This is the second part in my series on factors that may influence your choice of where to go, what topics might be worthwhile and who to study with when contemplating a PhD in river ecology in Australia. This post considers the questions: Do you want to build on previous work or be a pioneer; and who should I choose to be my supervisor?
Do you want to build on previous work or be a pioneer?
Of course, as scientists we all want to be pioneers. After all, what is the point in repeating something that somebody else has done? Well, it is worthwhile sometimes, but novelty will tend to get you further, and the requirement of a PhD is that it is ‘original research’. Having said that, some PhD students want to work in environments largely untouched by other scientists. They want to be pioneers and discover new species or describe the biology of an animal or plant for the first time. Others would prefer to build on, and refine, previous work.
The pioneers will no doubt make interesting discoveries, but working in unchartered waters can often mean a lot of basic groundwork. It may mean having to invent ways to sample or it may require lots and lots of time searching for populations of your organism large enough to support a sampling program. It may even mean basic taxonomic work, so that you know which species you are studying!
If the environments have not been studied much, it can mean that the whole of your PhD will be doing basic work before the more interesting stuff can start. However, with a good concept and hypotheses in hand, derived from theories developed elsewhere, some really great science can be done. But it does take ingenuity, imagination, planning and quite a bit of risk, in the process.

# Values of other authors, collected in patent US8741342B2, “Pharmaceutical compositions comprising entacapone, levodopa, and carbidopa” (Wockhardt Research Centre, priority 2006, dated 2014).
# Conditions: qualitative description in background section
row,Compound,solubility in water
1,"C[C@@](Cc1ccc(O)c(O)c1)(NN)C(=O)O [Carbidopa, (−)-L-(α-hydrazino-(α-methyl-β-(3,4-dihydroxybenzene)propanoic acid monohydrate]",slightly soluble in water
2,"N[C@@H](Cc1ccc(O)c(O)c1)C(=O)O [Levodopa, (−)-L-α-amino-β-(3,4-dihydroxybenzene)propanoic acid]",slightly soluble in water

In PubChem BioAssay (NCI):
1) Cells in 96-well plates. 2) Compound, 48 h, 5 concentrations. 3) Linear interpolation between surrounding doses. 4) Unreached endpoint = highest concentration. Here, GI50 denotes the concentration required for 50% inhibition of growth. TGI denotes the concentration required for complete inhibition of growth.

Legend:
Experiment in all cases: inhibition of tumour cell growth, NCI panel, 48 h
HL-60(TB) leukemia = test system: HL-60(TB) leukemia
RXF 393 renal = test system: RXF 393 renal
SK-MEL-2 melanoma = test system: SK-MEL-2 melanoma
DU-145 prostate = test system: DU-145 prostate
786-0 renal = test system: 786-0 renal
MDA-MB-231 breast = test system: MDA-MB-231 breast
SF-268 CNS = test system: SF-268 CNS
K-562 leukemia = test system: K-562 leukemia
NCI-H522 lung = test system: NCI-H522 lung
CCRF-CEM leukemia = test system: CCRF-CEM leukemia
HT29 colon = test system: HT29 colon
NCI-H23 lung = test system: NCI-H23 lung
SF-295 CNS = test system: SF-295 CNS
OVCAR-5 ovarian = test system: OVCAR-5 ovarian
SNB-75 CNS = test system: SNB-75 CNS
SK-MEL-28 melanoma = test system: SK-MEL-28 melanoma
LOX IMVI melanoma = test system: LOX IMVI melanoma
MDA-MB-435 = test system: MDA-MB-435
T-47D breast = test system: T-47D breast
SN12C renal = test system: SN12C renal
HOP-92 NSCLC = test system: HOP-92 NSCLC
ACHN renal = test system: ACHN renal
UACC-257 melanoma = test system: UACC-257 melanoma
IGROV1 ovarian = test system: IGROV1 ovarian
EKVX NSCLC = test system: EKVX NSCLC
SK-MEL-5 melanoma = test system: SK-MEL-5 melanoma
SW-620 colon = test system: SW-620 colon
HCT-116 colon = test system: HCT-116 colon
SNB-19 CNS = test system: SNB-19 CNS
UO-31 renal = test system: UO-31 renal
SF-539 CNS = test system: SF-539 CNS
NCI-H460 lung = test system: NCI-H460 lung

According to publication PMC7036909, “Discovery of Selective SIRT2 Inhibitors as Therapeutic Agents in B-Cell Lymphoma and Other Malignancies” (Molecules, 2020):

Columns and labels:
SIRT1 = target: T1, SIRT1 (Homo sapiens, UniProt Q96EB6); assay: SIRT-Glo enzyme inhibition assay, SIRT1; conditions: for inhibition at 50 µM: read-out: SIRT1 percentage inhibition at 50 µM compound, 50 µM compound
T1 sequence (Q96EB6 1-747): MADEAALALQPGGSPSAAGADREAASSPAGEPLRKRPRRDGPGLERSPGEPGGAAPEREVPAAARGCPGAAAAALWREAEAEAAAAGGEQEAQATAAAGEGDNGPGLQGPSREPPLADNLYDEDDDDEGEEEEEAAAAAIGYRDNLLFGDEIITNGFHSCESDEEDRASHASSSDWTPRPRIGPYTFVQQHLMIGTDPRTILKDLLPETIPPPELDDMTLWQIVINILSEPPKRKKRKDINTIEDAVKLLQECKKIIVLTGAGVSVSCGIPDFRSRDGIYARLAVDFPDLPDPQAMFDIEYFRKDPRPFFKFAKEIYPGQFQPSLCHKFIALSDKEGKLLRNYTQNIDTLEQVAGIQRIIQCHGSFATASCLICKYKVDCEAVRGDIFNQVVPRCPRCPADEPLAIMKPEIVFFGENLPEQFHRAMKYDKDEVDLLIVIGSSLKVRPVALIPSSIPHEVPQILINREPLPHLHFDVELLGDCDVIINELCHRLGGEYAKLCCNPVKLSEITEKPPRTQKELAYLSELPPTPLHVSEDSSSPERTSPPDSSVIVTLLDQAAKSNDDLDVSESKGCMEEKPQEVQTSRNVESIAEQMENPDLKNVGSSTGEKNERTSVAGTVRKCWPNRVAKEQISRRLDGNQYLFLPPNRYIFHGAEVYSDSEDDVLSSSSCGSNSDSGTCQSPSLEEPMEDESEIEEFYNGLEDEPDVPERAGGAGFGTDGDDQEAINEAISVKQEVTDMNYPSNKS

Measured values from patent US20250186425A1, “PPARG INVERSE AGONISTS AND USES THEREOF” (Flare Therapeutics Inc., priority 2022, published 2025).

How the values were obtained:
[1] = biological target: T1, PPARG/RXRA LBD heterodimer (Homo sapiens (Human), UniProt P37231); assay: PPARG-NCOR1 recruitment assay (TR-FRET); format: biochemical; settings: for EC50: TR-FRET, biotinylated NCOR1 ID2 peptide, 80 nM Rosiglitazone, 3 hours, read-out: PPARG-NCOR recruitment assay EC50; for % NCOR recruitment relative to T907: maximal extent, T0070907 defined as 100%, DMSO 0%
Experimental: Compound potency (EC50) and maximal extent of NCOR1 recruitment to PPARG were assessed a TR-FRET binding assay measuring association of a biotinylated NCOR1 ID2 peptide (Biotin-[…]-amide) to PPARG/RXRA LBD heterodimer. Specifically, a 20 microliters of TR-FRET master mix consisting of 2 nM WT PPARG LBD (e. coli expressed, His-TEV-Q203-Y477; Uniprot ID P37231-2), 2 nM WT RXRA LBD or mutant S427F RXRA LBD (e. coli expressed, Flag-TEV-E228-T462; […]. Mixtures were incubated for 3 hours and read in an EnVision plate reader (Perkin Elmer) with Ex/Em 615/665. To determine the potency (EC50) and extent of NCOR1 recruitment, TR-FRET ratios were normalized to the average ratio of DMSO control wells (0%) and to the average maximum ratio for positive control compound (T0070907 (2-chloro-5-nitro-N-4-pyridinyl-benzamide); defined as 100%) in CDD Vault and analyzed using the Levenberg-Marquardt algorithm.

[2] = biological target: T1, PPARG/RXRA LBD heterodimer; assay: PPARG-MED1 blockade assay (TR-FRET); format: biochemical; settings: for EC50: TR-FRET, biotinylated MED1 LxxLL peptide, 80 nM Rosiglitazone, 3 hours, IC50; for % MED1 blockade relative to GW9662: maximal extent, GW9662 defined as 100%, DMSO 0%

The alternative is to study in a populous (or popular) area, where much of the groundwork has already been laid. The aquatic floral and faunal communities around most of the big cities have been described for more than a century. So, you are unlikely to discover a new species or even describe a new distribution. But that has its advantages, because you can test hypotheses knowing that there are good populations of the model organism available. In the brave new world of 3-year PhD’s, certainty helps to take the anxiety out of your studies, although it does diminish some of the enjoyment, I think.
Of course, in most of this discussion I am referring to animals and plants, whereas if you are turned on by riverine bacteria, fungi or viruses, then there are no doubt major discoveries to be made even in the most studied city-based river systems. One more caveat: I have found that even in those river systems which have been studied a lot and for many decades, it still surprises me how little we know of the biology and ecology of even common organisms. Take Australian freshwater fish, for example. Of the 256 species in Australia, what percentage would you guess we could safely say that we know really basic biological information about, such as the number and size of eggs they produce and the maximum length to which they grow? Actually it is only about 20% of species! There is still a lot to learn about even relatively common species, including ones that are large and taste good.
Who should I choose to supervise my PhD?
Now, this has varying levels of difficulty. The short answer is to think about what you want to work on and search for who is publishing in this area.
Say it is turtles. You just love turtles. The quickest route to finding someone is to search on Google Scholar (or some other reputable scholarly search engine) for who is researching AND publishing in that field. If they are publishing in that field, it means that they are ACTIVE in that field. They are not just talking the talk; they are walking the walk. So, go on Google Scholar and search “river turtles Australia”. You will get lots of hits, so limit yourself to 2008 and later, so that you get those people who are currently publishing in this area. Sometimes the first author is a recently graduated PhD or Honours student and they won’t be in a position to supervise a project. Their publications list will usually be relatively short. But if there seem to be quite a few papers written by this person and when you track them down, you find that they have a good track record in this area and work at a university, then they may very well be a good person to contact.